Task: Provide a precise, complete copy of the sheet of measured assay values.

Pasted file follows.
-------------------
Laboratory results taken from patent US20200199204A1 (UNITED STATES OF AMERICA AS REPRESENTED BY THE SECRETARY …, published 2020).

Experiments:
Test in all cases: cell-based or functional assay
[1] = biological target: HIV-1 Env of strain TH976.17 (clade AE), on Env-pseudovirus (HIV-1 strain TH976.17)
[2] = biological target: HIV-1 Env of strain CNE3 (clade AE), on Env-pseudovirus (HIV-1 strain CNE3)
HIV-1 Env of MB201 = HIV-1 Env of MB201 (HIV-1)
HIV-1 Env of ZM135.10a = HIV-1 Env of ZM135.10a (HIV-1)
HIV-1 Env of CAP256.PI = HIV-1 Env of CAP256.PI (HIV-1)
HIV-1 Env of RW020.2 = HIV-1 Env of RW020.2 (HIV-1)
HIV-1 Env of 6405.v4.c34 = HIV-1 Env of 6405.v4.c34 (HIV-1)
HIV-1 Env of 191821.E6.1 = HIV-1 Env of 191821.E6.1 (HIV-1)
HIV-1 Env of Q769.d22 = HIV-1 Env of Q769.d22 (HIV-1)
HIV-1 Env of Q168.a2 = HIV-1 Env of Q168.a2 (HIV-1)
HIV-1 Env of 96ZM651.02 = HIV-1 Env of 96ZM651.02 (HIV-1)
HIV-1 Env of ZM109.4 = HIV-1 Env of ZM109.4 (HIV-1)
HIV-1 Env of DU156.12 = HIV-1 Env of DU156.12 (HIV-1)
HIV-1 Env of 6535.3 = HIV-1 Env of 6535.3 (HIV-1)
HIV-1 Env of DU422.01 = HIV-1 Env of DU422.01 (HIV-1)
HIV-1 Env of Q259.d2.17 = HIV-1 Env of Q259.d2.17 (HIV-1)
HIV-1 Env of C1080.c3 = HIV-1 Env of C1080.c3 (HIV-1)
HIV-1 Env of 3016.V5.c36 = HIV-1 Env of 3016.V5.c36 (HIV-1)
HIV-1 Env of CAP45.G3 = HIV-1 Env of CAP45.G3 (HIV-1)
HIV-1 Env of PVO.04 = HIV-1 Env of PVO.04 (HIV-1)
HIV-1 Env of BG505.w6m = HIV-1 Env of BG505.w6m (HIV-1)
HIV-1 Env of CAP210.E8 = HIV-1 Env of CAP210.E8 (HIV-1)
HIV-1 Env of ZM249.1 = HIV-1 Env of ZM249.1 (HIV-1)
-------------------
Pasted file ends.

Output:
Laboratory results taken from patent US20200199204A1 (UNITED STATES OF AMERICA AS REPRESENTED BY THE SECRETARY …, published 2020).

Experiments:
Test in all cases: cell-based or functional assay
[1] = biological target: HIV-1 Env of strain TH976.17 (clade AE), on Env-pseudovirus (HIV-1 strain TH976.17)
[2] = biological target: HIV-1 Env of strain CNE3 (clade AE), on Env-pseudovirus (HIV-1 strain CNE3)
HIV-1 Env of MB201 = HIV-1 Env of MB201 (HIV-1)
HIV-1 Env of ZM135.10a = HIV-1 Env of ZM135.10a (HIV-1)
HIV-1 Env of CAP256.PI = HIV-1 Env of CAP256.PI (HIV-1)
HIV-1 Env of RW020.2 = HIV-1 Env of RW020.2 (HIV-1)
HIV-1 Env of 6405.v4.c34 = HIV-1 Env of 6405.v4.c34 (HIV-1)
HIV-1 Env of 191821.E6.1 = HIV-1 Env of 191821.E6.1 (HIV-1)
HIV-1 Env of Q769.d22 = HIV-1 Env of Q769.d22 (HIV-1)
HIV-1 Env of Q168.a2 = HIV-1 Env of Q168.a2 (HIV-1)
HIV-1 Env of 96ZM651.02 = HIV-1 Env of 96ZM651.02 (HIV-1)
HIV-1 Env of ZM109.4 = HIV-1 Env of ZM109.4 (HIV-1)
HIV-1 Env of DU156.12 = HIV-1 Env of DU156.12 (HIV-1)
HIV-1 Env of 6535.3 = HIV-1 Env of 6535.3 (HIV-1)
HIV-1 Env of DU422.01 = HIV-1 Env of DU422.01 (HIV-1)
HIV-1 Env of Q259.d2.17 = HIV-1 Env of Q259.d2.17 (HIV-1)
HIV-1 Env of C1080.c3 = HIV-1 Env of C1080.c3 (HIV-1)
HIV-1 Env of 3016.V5.c36 = HIV-1 Env of 3016.V5.c36 (HIV-1)
HIV-1 Env of CAP45.G3 = HIV-1 Env of CAP45.G3 (HIV-1)
HIV-1 Env of PVO.04 = HIV-1 Env of PVO.04 (HIV-1)
HIV-1 Env of BG505.w6m = HIV-1 Env of BG505.w6m (HIV-1)
HIV-1 Env of CAP210.E8 = HIV-1 Env of CAP210.E8 (HIV-1)
HIV-1 Env of ZM249.1 = HIV-1 Env of ZM249.1 (HIV-1)